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2nd November 2012
Katy Tubb is Director of the World Wide Tea Buying and Blending at Tata Global Beverages and has been described as 'the most senior woman in tea today'. We go behind the scenes to find out what life is like at the top of tea.
You are Director of the World Wide Tea Buying and Blending at Tata Global Beverages. Can you tell me briefly what your job entails?
Well, I look after the team that is responsible for buying and blending all the teas (black and green teas as well as fruit and herbal infusions) that we require for our blends which sell around the world. We pack blends in fifteen factories spread around the globe and these sell in over fifty different countries.
That’s sounds like an awful lot of tea.
Yes. We are the second largest tea packers in the world.
How did you get into this business? Was it something you always wanted to do? Or was it something you fell into accidentally?
It was chance. I did a degree in microbiology and started work as a microbiologist in the food industry. I was looking for a new opportunity within the food sector and saw an advert in a newspaper that said ‘You too could be a tea taster!’ It caught my eye as it sounded very interesting and quite different. I applied and luckily I got the job.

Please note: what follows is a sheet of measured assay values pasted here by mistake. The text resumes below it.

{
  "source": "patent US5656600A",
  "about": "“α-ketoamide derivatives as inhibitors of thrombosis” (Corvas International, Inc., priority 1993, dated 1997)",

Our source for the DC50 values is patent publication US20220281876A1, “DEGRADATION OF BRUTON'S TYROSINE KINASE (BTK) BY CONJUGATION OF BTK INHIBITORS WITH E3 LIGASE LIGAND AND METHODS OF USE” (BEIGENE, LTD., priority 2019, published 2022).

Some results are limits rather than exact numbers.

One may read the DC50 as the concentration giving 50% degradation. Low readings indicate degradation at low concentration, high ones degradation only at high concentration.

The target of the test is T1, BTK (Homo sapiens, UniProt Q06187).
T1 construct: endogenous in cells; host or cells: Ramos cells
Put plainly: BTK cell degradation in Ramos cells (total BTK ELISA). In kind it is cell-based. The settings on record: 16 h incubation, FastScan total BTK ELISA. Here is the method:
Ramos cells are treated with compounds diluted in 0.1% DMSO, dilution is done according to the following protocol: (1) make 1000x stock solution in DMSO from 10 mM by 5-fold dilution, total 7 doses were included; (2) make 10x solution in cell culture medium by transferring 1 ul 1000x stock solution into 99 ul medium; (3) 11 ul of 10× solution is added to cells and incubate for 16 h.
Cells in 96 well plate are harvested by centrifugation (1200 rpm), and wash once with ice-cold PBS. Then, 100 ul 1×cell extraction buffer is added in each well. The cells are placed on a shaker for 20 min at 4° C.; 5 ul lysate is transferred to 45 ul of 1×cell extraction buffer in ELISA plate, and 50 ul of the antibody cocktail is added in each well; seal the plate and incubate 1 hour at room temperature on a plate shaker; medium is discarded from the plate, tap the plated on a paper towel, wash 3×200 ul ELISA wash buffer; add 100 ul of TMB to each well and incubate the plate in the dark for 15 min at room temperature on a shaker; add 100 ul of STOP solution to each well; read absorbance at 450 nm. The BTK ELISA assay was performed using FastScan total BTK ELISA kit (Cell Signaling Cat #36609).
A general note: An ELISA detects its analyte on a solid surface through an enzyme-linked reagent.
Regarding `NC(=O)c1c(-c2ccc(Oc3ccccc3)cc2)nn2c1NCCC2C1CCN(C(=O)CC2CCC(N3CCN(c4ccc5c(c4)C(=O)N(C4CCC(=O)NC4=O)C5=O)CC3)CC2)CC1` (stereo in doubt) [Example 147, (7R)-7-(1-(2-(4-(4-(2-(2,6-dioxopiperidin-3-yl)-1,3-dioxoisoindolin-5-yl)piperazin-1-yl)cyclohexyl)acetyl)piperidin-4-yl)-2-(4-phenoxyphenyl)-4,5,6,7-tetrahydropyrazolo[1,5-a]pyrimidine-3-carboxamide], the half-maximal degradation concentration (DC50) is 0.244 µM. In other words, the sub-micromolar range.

I started as a trainee taster, the training programme is a minimum of 5 years and involves tasting lots of tea from different growing regions and learning all about buying tea and blending tea. I also spent a year in tea growing regions finding out how tea is grown and sold. We still train people today in the same way.
Tea is an agricultural crop and therefore very variable as its growth and quality is dependent on local weather conditions and local environmental conditions, such as the altitude, the soil type etc. Because tea quality varies and because we buy it as a finished product - it isn’t processed any further - it is very important that we taste it before we buy it. To be a tea buyer or tea blender you have to be a tea taster. Tea is bought and traded as a dried leaf but we consume it as a liquid brew. Our job is to provide a beverage that tea drinkers will enjoy and unless we brew it and taste it we wouldn’t know!
How long ago was that, if you don’t mind me asking?
Oh…that was back in 1983. That’s nearly thirty years ago!
As a woman, you are remarkable in that you hold one of the most senior positions in the global tea industry. Has your gender ever been an issue?
Certainly when I joined the tea industry there weren’t many women in it. There are a lot more now. I wouldn’t say gender has been an issue but through the Eighties - probably in common with other women in different jobs - there was a level of trailblazing and we had to prove that we were up to the job.
There are lots of women across the industry today and not just in Europe but across the globe.
What do you consider to be the most rewarding aspect of your job?
One of the most rewarding things for me is the product itself. Tea is both an exotic drink as well as a homely brew. It’s been around for five millennia and has an amazing history. It is drunk by so many people in so many parts of the world. It is part of many people’s daily lives across the world but how it is consumed in one country is quite different to how it is drunk in another. A cup of tea in China, is very different to one in the UK and completely different again from one drunk in India. And for me that makes it really interesting.